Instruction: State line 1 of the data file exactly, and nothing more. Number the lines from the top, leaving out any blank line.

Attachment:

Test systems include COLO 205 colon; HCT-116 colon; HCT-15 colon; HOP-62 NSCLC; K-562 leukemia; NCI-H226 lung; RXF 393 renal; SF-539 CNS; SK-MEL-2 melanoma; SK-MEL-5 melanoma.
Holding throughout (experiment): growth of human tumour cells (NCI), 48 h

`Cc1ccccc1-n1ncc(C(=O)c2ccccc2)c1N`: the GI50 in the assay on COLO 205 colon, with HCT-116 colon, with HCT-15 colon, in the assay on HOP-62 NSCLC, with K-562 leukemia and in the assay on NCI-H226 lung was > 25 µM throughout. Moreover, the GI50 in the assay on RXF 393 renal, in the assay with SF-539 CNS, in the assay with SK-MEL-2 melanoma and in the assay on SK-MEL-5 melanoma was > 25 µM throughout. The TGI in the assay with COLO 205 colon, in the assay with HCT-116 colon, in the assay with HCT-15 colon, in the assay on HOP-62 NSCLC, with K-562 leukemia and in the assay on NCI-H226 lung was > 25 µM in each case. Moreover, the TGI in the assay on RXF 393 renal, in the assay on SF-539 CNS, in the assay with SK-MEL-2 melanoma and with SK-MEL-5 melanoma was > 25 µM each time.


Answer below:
Test systems include COLO 205 colon; HCT-116 colon; HCT-15 colon; HOP-62 NSCLC; K-562 leukemia; NCI-H226 lung; RXF 393 renal; SF-539 CNS; SK-MEL-2 melanoma; SK-MEL-5 melanoma.